US trade union accuses China of protectionism in energy

UNITED STATES: The US's largest industrial trade union, the United Steelworkers (USW), has filed a trade complaint with the US government identifying what it says are "protectionist and predatory practices" employed by China to protect the Asian nation's domestic renewable energy industry at the expense of that of the US. Wind power currently dominates China's renewable energy sector.

The petition cites a broad array of unfair trade practices that it says violate World Trade Organisation (WTO) rules. The USW alleges that China has unfairly used hundreds of billions of dollars in subsidies, performance requirements, preferential practices and other allegedly illegal activities to cheat and advance its domination of the fast-growing sector.

"They are breaking every rule in the book," says USW vice-president Tom Conway. "With high unemployment, less than optimal growth and rising budget deficits, America can't afford to let China cheat any longer." It is only the third such trade complaint that the USW has been party to since 2002.

The USW case addresses China's behaviour in five key areas: restrictions on access to critical materials; performance requirements for investors; discrimination against foreign firms and goods; prohibited export subsidies and prohibited domestic content subsidies; and trade-distorting domestic subsidies.

The USW accuses China of having largely reneged in 2009 on an agreement to eliminate a 70% domestic content requirement for wind farms in China to gain approval. The USW further claims that foreign joint ventures operating wind farms in China enjoy loan and tax subsidies if they buy Chinese equipment.

In addition, the petition blasts China's Ride the Wind programme, which it describes as giving Chinese wind power projects special access to loan-interest subsidies and priority connection to the grid if they use Chinese-made wind equipment.

Also cited is China's Special Fund for Wind Power Manufacturing, created by the Chinese Ministry of Finance in 2008. This provides a grant to domestic manufacturers of CNY 600 (US$90) per kW, or 5-10% of the cost of a turbine. To qualify for the grant, certain critical components of the turbines must be produced in China.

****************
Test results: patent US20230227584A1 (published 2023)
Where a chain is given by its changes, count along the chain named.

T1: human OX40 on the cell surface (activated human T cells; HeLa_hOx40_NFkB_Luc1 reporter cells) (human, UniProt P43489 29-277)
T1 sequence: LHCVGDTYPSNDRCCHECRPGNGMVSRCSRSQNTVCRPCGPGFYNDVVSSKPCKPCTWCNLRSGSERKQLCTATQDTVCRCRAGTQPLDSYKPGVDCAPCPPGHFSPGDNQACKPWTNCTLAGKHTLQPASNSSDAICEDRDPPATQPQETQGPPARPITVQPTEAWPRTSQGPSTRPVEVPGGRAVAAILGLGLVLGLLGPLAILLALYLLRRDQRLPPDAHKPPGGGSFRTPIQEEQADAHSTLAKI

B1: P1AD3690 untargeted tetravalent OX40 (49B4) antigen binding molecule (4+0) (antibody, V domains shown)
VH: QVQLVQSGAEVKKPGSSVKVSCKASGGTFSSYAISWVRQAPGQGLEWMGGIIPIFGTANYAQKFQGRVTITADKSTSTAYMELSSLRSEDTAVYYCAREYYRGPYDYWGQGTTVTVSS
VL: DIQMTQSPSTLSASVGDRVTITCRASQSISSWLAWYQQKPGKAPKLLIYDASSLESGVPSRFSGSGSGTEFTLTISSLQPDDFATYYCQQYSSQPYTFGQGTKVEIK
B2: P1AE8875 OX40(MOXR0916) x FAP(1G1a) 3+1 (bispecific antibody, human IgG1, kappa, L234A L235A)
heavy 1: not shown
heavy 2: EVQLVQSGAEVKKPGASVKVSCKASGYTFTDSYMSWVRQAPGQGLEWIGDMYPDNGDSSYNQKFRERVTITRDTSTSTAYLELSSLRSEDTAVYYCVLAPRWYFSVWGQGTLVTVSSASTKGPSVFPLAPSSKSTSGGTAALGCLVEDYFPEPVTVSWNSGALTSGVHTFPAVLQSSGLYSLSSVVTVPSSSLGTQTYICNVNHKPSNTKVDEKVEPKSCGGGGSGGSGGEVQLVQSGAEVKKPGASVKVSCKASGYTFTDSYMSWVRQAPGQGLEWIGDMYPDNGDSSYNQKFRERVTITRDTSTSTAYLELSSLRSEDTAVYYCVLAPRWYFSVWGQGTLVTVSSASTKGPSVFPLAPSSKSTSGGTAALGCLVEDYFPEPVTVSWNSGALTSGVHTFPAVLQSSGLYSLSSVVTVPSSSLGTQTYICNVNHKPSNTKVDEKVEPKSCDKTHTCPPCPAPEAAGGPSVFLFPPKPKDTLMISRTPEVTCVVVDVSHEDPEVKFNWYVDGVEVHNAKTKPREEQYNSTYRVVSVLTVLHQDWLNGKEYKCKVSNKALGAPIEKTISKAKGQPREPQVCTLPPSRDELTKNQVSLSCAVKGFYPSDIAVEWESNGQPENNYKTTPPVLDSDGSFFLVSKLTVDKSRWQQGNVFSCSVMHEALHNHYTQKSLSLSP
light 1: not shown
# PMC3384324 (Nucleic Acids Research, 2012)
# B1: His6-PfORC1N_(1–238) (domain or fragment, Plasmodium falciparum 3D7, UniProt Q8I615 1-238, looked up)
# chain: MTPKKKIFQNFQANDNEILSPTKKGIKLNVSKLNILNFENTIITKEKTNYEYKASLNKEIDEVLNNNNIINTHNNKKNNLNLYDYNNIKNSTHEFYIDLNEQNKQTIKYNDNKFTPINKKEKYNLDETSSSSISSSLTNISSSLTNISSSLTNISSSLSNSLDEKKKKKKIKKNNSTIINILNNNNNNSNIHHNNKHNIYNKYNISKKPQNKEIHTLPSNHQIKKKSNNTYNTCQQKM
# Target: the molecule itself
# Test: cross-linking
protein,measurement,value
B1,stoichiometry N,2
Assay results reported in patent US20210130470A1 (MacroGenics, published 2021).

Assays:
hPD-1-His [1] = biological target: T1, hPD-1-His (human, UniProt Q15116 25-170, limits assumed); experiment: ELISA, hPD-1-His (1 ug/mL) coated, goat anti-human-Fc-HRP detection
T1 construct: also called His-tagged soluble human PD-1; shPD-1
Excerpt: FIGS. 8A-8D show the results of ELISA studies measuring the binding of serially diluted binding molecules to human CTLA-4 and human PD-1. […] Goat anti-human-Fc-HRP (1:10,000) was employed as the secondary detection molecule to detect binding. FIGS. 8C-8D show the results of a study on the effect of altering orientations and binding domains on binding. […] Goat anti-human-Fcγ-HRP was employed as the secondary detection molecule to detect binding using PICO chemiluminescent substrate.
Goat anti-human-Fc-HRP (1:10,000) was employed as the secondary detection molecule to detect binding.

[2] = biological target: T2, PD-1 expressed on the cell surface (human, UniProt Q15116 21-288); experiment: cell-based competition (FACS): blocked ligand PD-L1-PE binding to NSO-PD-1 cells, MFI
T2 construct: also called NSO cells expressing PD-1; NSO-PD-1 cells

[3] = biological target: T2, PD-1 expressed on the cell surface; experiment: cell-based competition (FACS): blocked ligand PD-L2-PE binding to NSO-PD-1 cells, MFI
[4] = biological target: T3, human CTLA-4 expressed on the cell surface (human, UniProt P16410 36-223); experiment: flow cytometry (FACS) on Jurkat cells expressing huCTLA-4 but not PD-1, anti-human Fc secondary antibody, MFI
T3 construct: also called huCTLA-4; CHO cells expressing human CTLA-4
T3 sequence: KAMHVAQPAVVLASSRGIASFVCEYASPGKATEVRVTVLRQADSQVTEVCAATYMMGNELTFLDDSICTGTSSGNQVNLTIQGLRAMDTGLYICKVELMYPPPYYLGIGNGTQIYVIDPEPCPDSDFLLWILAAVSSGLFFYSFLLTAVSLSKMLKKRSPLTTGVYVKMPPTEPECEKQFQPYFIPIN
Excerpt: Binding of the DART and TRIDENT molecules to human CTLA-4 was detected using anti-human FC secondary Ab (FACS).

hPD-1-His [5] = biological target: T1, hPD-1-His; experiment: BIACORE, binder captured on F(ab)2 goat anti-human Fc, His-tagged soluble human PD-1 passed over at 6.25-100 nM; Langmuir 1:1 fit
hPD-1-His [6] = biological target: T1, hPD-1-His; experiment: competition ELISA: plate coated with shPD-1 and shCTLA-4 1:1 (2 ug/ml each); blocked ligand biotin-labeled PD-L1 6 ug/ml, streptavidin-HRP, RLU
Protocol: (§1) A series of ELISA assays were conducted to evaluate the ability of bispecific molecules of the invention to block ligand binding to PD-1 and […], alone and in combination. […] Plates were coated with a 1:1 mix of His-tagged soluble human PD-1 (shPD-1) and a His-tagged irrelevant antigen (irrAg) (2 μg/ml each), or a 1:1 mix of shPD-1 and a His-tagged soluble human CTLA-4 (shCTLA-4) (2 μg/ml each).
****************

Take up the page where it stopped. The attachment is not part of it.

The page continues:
The USW cites China giving domestic wind firms a 5% preference in the bidding process for wind concessions as another example of alleged discrimination against foreign firms. "As a result, foreign firms have never been awarded a major wind farm concession despite competitive bids," it says.

The petition also notes that investment agreements between foreign firms and state-owned partners or state financiers invariably contain requirements to transfer technology.

The petition could gain traction in the run-up to the US midterm elections, given the major concerns about the country's rising unemployment.

The American Wind Energy Association (AWEA) did not comment directly on the document, with officials only saying they were reviewing it. "Any practice that tilts the global playing field unfairly would be of serious concern," says AWEA president Denise Bode.

In June, the USW and AWEA launched a partnership to promote the development of wind energy in the US. And it was the USW that forged an agreement with China-based A-Power Energy Generation Systems and Shenyang Power Group. They agreed that the wind turbine towers used in the Chinese companies' $1.5 billion project in Texas would be made from US steel.

The USW filed the 5,800-page petition with the Office of the United States Trade Representative, part of the Obama administration, which must decide whether to take action on or before October 24, 45 days after the filing of the petition.

One option might be to refer it to the WTO, which China joined in 2001. The WTO supervises international trade and, in theory, can resolve trade disputes. In practice, the process would be delicate, especially given the massive US trade deficit and China's surging economy.

Other complainants

The petition comes at a time when international complaints about China's trade and monetary practices are escalating (Windpower Monthly, August 2010). In September, ambassador Ron Kirk, US trade representative, filed two complaints with the WTO about China's allegedly anti-competitive behaviour - one involving Visa Corp and one claiming that China had wrongly slapped massive anti-dumping duties on US steel products.

The European Commission recently announced that it is looking into claims that China is illegally subsidising wireless modem technologies made in China and exported to the EU.

An official from the Chinese Ministry of Foreign Affairs could not be reached for comment on the USW petition.